A no-fail way to cope when your child won’t shut up at the movies

Posted on January 17, 2012


Bring your child to work day

Welcome to this week’s installment of WTF Wednesday, where the quality of our answers is matched only by the inverse of the quality of your questions.

This week’s question comes from Julia Warrender, owner of Life With a Parasite and tweeting as @jwarrender, who writes:

Dear IBMP,

When you learn your child is one of “THOSE” people who won’t STFU during a movie, what do you do? “I know he fell down, sweetie. I’m watching the movie too. Now shhh, please” doesn’t seem to be working. Should I use more profanity in my instructions, or pretend she’s her father and ignore her?

OK, I should probably stop laughing and answer your question, so here goes.

First, let’s clarify for those readers who aren’t as hip as Julia and me what STFU means. It’s an acronym that means Stay There and Fill Up, which really makes no sense to me.  I don’t know why she said that. I don’t see anything wrong with a kid that occasionally likes to stay at a movie and fill up. It’s just not a big deal.

But let’s consider for a moment a different question, one that I think is much more relevant than her silly one: What do you do if your child just won’t shut the fuck up at a movie theatre? Now that’s a good question. Julia, I hope you don’t mind if I answer that one instead.

We’ll start by analyzing the options you’ve proposed.

Treat her like you would her father and ignore her

The logic of pretending she’s her father seems, to the untrained eye, as quite solid.  And trust me, guys are actually quite thrilled to be ignored as we don’t really want you paying attention to what we’re up to most of the time anyway. But in order for treating her like her father to be believable, you need to do more than just ignore her.

Think for a moment about your typical movie experience with her father. You will need, for instance, to ask her to stop texting during the romantic scenes. That will probably confuse the hell out of your daughter who probably doesn’t own a cell phone. On the upside, though, it might shut her up for a minute while she tries to figure out what you’re talking about.

Also, in the name of realism, you’ll need to guard the popcorn as if she’d scarf it all down in 5 seconds if it were left unprotected. That will probably just piss her off and could escalate into a full-scale mid-movie tantrum—something you want to avoid unless you enjoy being pelted with Junior Mints and Mike and Ikes.

I would also suggest saving the ignore her technique for when it’s really most beneficial, like when she’s screaming about having to pee right when you’re finally next in line at Starbucks.

The Shhh Technique

Unfortunately, the Shhh Technique isn’t especially effective either. This is largely due to the fact that the “shhh” sound, to a young child actually means, “Say that thing again only this time with a louder, whinier voice.”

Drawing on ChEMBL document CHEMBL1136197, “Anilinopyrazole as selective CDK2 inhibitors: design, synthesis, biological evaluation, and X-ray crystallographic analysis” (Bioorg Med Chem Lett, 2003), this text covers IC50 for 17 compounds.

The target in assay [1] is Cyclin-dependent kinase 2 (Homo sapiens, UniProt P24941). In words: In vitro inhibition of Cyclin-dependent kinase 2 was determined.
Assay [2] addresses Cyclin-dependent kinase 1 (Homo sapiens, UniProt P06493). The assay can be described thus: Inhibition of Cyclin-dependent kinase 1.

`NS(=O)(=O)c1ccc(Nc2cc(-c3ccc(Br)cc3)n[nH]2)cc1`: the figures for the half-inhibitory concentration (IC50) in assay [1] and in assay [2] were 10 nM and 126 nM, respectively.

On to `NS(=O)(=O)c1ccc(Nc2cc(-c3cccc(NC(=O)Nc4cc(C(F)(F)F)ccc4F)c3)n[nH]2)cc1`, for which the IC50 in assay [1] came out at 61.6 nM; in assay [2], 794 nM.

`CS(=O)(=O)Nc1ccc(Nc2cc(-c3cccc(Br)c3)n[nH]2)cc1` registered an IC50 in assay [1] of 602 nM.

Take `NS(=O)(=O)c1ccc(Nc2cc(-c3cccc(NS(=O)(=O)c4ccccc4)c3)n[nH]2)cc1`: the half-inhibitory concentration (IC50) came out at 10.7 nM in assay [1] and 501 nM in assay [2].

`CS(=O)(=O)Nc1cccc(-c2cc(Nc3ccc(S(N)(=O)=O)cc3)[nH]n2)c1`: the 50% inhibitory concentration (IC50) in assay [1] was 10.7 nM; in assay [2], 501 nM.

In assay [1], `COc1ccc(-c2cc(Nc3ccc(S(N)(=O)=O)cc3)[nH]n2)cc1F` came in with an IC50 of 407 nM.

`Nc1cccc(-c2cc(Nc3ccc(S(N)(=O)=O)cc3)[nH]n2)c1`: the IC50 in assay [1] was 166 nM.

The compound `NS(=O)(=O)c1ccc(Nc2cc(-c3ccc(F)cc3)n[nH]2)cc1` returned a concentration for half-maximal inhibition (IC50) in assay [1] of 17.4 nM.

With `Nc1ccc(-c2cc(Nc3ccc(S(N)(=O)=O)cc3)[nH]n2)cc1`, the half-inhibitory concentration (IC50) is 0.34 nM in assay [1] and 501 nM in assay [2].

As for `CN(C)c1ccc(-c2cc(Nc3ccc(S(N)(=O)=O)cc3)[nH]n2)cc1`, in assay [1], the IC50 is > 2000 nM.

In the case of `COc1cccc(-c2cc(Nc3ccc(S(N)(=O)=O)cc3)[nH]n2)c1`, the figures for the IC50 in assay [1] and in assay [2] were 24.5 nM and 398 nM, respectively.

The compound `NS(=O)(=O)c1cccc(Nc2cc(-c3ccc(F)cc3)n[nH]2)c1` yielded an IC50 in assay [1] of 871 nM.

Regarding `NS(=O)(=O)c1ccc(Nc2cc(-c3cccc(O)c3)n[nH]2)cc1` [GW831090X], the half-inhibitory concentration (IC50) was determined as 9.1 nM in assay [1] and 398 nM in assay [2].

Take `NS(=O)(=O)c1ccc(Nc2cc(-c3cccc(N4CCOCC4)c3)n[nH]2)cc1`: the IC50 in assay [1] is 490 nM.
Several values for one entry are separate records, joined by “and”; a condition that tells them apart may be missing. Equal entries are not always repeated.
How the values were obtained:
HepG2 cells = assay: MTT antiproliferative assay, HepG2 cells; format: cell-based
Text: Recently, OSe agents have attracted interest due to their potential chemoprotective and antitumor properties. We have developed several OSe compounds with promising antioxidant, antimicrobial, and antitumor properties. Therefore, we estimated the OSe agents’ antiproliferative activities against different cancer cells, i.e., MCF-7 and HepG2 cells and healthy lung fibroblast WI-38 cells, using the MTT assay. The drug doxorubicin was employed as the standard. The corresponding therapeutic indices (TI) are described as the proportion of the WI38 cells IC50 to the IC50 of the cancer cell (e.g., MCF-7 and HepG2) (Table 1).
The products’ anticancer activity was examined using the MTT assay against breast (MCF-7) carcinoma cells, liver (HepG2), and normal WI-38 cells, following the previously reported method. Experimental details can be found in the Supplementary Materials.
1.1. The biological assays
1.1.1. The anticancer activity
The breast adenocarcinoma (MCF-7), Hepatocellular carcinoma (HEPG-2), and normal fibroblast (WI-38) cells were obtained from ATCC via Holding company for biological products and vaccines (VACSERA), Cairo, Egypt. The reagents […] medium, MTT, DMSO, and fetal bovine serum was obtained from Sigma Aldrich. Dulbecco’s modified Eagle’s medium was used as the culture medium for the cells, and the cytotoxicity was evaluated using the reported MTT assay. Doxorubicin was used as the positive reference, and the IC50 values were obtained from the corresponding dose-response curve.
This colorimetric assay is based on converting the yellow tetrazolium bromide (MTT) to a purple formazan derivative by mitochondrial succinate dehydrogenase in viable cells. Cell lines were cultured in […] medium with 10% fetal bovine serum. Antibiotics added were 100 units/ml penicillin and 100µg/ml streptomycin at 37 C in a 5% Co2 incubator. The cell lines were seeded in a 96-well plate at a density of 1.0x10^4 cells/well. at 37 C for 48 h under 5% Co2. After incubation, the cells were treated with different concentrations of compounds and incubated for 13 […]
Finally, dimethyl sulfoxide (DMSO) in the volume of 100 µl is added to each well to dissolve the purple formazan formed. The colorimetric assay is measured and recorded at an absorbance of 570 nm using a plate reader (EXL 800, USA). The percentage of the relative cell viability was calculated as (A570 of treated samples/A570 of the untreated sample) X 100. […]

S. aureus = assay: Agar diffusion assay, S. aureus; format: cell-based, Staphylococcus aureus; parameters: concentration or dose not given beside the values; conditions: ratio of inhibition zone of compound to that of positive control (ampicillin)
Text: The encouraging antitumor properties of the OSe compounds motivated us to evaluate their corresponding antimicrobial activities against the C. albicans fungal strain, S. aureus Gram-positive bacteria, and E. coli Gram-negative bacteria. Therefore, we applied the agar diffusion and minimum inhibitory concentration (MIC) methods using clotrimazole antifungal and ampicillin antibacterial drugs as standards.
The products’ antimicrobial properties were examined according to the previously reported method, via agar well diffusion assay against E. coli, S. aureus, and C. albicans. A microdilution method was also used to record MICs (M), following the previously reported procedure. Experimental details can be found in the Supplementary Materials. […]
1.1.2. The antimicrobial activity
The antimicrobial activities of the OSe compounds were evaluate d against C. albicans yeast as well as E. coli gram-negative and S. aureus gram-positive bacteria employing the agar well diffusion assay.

Adding profanity to the Shhh Technique

The addition of profanity (or more than you’ve been using already) to the Shhh Technique is frequently employed in the movie-viewing context. Whispering profanities generally results in the child responding–at three times the volume–with something like, “Mommy, you just said Fuck. Why’d you say fuck, mommy? Isn’t fuck a bad word, mommy? You should never say fuck mommy, you said so yourself. Fuck, fuck, fuck, mommy said fuck. That’s bad luck. Hey mommy, I made a rhyme, wanna hear it again?”

By this point, the Usher will be headed your way, penlight in hand, ready to escort you and your darling little angel out to the parking lot.

Fine, so what actually does work?

Voice-activated in-helmet radio communication devices

You’ve seen these things in use by bikers to talk with their passengers. With the face guards down, you and your daughter can chat at a moderate voice level without disturbing those around you, unless they want to see over your huge bulbous headgear. There are no downsides except an inability to see or hear the film you’ve paid for.

Get a job working in the projector booth and participate in Bring Your Child to Work Day.

This has the added bonus of earning you minimum wage while attending a movie with your child. Also if your child gets bored of the movie, they can always make shadow puppets to keep them entertained.

Umbrellas and foul weather gear

The Ignore Technique isn’t entirely ineffectual. The key is to know whom to ignore. In this case, it’s the rest of the audience, who are throwing everything they can possibly spare at you. The trick is to be prepared with the proper clothing and a large golf umbrella. While an umbrella at the movies will undoubtedly result in greater quantities of airborne refuse, it will also effectively deflect just about anything coming your way. The foul weather gear will take care of anything that skirts in under the umbrella.

Use the snack bar as it was intended

There’s a reason the theater sells popcorn in 50 gallon drums. A full mouth is a happy mouth, and a happy mouth is quiet. So go ahead and buy that $30 vat and let her have it.

Another good snack bar option is the jujube. When applied properly, this candy-like substance can glue a young child’s teeth together for well over an hour. And it’s perfectly legal in most countries.

The surefire method

In my 10 years of intensive experience with one of those children, there is only one surefire method that is guaranteed to solve your problem:

Stay home. Netflix was invented for people like us who have children like them.

Problem solved. You’re welcome!

Posted in: Advice (bad)